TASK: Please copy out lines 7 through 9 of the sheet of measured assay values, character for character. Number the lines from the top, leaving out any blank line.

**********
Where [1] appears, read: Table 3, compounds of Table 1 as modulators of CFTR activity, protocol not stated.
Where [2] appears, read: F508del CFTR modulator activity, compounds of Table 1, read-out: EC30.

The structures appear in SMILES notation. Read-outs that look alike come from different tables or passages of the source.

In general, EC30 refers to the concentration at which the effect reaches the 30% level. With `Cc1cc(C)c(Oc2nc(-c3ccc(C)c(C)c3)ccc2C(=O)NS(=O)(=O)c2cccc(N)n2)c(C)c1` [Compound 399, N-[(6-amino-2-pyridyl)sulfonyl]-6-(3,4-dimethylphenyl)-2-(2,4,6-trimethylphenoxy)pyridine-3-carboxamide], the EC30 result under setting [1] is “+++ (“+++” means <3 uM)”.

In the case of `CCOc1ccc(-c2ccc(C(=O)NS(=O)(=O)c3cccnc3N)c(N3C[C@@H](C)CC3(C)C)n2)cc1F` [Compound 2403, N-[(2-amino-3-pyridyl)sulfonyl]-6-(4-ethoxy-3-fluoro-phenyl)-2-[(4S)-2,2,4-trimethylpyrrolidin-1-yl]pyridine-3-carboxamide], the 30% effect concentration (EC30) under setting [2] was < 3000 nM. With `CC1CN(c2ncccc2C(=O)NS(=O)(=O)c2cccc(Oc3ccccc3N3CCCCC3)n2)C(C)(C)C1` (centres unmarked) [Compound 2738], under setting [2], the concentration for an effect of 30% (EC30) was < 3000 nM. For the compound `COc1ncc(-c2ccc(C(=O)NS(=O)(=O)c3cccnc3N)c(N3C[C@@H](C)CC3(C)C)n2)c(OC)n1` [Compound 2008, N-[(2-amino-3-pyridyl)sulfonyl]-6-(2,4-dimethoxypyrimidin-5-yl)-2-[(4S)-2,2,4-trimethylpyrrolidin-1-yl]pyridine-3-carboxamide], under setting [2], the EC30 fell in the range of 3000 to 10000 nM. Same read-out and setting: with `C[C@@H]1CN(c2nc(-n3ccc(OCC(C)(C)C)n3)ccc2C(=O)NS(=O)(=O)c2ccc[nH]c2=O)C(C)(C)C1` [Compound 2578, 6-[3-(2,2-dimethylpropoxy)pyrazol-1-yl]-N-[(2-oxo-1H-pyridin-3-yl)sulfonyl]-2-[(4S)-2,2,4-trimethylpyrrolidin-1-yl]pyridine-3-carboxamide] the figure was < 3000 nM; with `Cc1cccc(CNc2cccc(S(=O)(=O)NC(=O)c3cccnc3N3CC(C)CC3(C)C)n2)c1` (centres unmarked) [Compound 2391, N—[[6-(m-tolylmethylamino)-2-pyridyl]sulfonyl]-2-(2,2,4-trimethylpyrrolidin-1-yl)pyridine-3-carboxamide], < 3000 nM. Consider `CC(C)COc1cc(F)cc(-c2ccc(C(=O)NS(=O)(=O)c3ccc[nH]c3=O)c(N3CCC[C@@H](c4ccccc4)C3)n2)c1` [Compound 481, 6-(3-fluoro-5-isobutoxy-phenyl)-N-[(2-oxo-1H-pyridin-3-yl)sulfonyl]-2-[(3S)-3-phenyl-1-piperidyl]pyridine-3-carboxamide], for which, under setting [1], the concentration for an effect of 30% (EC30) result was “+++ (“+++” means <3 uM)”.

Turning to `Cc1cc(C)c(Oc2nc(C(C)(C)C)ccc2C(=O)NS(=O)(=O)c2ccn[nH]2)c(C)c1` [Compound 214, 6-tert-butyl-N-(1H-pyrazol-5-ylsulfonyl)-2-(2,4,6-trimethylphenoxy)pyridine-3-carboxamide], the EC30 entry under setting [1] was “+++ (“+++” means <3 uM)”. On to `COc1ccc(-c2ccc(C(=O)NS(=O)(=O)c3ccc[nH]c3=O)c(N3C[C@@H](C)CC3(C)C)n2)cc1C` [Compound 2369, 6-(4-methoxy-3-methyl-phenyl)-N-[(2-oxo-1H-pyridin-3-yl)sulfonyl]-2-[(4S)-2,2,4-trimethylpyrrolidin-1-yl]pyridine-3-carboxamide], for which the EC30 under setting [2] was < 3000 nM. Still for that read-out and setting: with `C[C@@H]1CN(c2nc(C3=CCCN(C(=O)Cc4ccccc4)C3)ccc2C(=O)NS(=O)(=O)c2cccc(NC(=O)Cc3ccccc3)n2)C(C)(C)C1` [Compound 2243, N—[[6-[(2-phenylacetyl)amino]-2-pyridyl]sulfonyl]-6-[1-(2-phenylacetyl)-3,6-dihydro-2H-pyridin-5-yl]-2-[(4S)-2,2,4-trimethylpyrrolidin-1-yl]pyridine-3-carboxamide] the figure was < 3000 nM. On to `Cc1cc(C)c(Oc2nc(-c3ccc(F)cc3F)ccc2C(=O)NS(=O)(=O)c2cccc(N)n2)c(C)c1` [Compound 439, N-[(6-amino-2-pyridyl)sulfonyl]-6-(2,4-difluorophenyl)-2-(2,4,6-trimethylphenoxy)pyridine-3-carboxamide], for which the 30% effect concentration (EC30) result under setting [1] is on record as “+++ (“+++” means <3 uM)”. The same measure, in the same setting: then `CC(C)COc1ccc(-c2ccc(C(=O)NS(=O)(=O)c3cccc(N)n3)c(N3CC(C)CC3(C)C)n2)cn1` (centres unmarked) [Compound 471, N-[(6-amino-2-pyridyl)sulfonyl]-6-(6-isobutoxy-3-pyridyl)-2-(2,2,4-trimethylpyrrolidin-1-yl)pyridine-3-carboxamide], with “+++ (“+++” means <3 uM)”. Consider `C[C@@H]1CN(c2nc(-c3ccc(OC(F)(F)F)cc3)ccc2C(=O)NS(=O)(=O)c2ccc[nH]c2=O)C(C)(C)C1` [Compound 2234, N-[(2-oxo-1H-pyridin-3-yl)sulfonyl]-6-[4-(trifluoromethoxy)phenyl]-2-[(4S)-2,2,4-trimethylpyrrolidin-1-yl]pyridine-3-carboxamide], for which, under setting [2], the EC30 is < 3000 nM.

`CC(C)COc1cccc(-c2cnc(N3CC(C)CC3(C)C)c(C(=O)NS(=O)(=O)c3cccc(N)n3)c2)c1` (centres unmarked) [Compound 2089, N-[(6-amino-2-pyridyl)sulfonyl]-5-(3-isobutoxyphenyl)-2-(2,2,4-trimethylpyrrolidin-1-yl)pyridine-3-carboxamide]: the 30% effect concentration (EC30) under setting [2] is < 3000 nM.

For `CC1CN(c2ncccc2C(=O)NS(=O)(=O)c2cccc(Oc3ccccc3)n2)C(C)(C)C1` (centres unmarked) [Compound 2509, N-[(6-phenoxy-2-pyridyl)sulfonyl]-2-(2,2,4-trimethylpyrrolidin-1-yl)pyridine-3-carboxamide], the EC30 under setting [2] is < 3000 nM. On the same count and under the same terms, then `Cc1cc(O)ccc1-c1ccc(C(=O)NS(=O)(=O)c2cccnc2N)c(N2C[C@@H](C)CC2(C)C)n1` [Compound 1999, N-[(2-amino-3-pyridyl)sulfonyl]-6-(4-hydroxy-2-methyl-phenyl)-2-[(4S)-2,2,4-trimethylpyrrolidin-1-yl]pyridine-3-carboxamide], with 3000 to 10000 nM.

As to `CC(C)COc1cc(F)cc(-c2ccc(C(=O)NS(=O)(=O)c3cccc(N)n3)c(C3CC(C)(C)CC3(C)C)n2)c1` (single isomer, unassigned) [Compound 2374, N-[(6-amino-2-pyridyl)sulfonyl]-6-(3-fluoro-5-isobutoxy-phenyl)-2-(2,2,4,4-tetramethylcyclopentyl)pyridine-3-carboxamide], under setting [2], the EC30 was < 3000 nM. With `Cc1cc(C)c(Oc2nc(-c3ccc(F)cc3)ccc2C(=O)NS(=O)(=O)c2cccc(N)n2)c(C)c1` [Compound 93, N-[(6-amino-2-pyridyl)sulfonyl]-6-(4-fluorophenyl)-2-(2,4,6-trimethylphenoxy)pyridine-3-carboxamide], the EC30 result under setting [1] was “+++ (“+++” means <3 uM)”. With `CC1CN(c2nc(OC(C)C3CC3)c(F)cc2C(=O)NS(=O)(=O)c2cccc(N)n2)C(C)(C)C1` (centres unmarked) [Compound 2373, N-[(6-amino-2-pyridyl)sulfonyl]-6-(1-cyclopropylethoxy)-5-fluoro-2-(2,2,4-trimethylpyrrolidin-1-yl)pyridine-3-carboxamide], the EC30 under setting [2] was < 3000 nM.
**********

`CC(C)COc1cccc(-c2cnc(N3CC(C)CC3(C)C)c(C(=O)NS(=O)(=O)c3cccc(N)n3)c2)c1` (centres unmarked) [Compound 2089, N-[(6-amino-2-pyridyl)sulfonyl]-5-(3-isobutoxyphenyl)-2-(2,2,4-trimethylpyrrolidin-1-yl)pyridine-3-carboxamide]: the 30% effect concentration (EC30) under setting [2] is < 3000 nM.

For `CC1CN(c2ncccc2C(=O)NS(=O)(=O)c2cccc(Oc3ccccc3)n2)C(C)(C)C1` (centres unmarked) [Compound 2509, N-[(6-phenoxy-2-pyridyl)sulfonyl]-2-(2,2,4-trimethylpyrrolidin-1-yl)pyridine-3-carboxamide], the EC30 under setting [2] is < 3000 nM. On the same count and under the same terms, then `Cc1cc(O)ccc1-c1ccc(C(=O)NS(=O)(=O)c2cccnc2N)c(N2C[C@@H](C)CC2(C)C)n1` [Compound 1999, N-[(2-amino-3-pyridyl)sulfonyl]-6-(4-hydroxy-2-methyl-phenyl)-2-[(4S)-2,2,4-trimethylpyrrolidin-1-yl]pyridine-3-carboxamide], with 3000 to 10000 nM.

As to `CC(C)COc1cc(F)cc(-c2ccc(C(=O)NS(=O)(=O)c3cccc(N)n3)c(C3CC(C)(C)CC3(C)C)n2)c1` (single isomer, unassigned) [Compound 2374, N-[(6-amino-2-pyridyl)sulfonyl]-6-(3-fluoro-5-isobutoxy-phenyl)-2-(2,2,4,4-tetramethylcyclopentyl)pyridine-3-carboxamide], under setting [2], the EC30 was < 3000 nM. With `Cc1cc(C)c(Oc2nc(-c3ccc(F)cc3)ccc2C(=O)NS(=O)(=O)c2cccc(N)n2)c(C)c1` [Compound 93, N-[(6-amino-2-pyridyl)sulfonyl]-6-(4-fluorophenyl)-2-(2,4,6-trimethylphenoxy)pyridine-3-carboxamide], the EC30 result under setting [1] was “+++ (“+++” means <3 uM)”. With `CC1CN(c2nc(OC(C)C3CC3)c(F)cc2C(=O)NS(=O)(=O)c2cccc(N)n2)C(C)(C)C1` (centres unmarked) [Compound 2373, N-[(6-amino-2-pyridyl)sulfonyl]-6-(1-cyclopropylethoxy)-5-fluoro-2-(2,2,4-trimethylpyrrolidin-1-yl)pyridine-3-carboxamide], the EC30 under setting [2] was < 3000 nM.